My mother always said that she remembered everything about the moment she heard the news the JFK was shot. Similarly, most of us, who are old enough, probably remember where we were on 9/11/2001. Personally, I received the news about the twin towers after I walked through a deserted airport, which normally would have been packed with passengers. I heard the news on the radio as I boarded the shuttle to the rental car lot. I saw the news footage as I rented a car in St. Louis, Missouri. It took a while for everything to process.
Having been raised in a military family, I knew my duty was to get my job done that day. I was supposed to inspect a piece of property on the banks of the Mississippi River, visit the courthouse to review some records, and then fly home that afternoon. While inspecting the property, I attempted to make several calls, but most of the circuits were busy. I finally contacted my parents in Upstate New York, who assured me that they were alright and fighter jets were overhead. My dad gave me a succinct synopsis of the situation and advised me to get home by any means possible, as soon as possible. I talked to my co-workers in Frederick, MD, who were waiting for news of loved ones who worked in the Pentagon. By then, all flights were cancelled indefinitely and my rental car agency wouldn’t let me change my reservation to a one-way rental. So I called home and had my husband do what he could do buy me a bus ticket, back to Columbus, OH, home at the time. I finished my inspection of the property and skipped the courthouse visit. It didn’t matter, the courthouse was already closed.
Thankfully, the attacks were over, but the aftermath was just beginning. I dropped my rental car off at the airport and took a cab to the bus station. There was a line three blocks long waiting for bus tickets. The cab driver gave me his card and told me to call if the bus failed. He would take several of us to Ohio. I pushed to the head of the line, apologizing to those waiting, and explained that I already had a ticket, which was true. I picked it up at the ticket counter and waited for the bus to load. It was a full bus. Then, we sat there for hours on the bus. The driver patiently explained that they hadn’t cleared any mass transit to cross the Mississippi River yet. I settled in with a book to escape and save my phone’s battery. It was going to be a long night.
Early in the evening, they cleared us to cross the river and travel to our next destination. At each stop, we had to wait for clearance to continue, to get closer to the East Coast, to get closer to family and the carnage. At 2 am, we stopped in Indianapolis and were cleared to drive to Dayton. I called home and asked to be picked up in Dayton. I couldn’t wait any longer to get home to my boys. They were only one and three, but as the time ticked on, the need to hold them amplified. I was one of the lucky ones. I was on a bus full of people who were supposed to be flying somewhere. Most of them couldn’t reach their families. I was lucky. My family was home and safe.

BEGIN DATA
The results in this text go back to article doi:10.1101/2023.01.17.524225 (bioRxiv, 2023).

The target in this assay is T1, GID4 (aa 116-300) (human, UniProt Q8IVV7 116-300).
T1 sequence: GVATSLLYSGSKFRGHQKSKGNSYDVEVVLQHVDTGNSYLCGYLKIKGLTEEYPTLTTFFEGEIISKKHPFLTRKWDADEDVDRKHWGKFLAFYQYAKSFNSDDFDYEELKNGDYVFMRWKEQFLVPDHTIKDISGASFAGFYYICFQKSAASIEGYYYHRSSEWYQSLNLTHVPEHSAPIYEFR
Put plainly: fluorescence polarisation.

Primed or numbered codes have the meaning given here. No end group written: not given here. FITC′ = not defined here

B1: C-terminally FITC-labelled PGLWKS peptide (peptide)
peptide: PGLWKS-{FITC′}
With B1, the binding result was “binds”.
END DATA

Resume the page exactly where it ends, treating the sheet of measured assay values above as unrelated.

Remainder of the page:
A few years later, I was working in Manhattan with a group of firefighters and hospital workers. They shared their recollections of that day. One firefighter was living with the guilt of being out on medical leave that day. He had broken his back while fighting a fire. His whole fire house perished that day. The hospital workers shared how they prepared their emergency rooms and trauma centers, but the victims never arrived. It was a sobering experience. Again, I was one of the lucky ones.
Why am I sharing this on a quilt blog? As many of us know, quilting is therapeutic. My Never Forget quilt is my therapy to cope with 9/11. I was one of the lucky ones that day. But we were all touched by the events that transpired after it. That day galvanized support for the US and brought us together in spirit. Since then, we have fractured. Never Forget was created to honor those who lost their lives as well as to remember that we can do so much more together than we can as individuals. We came together that day and need to come together again. That is my fervent hope.
So I pour myself into Never Forget, a little more each year. This year I moved from my finish piecing pile into my needs to be quilted pile. Next year, maybe I will be able to quilt it and bring it all together – as I hope we can all come together again.
God Bless and Happy Quilting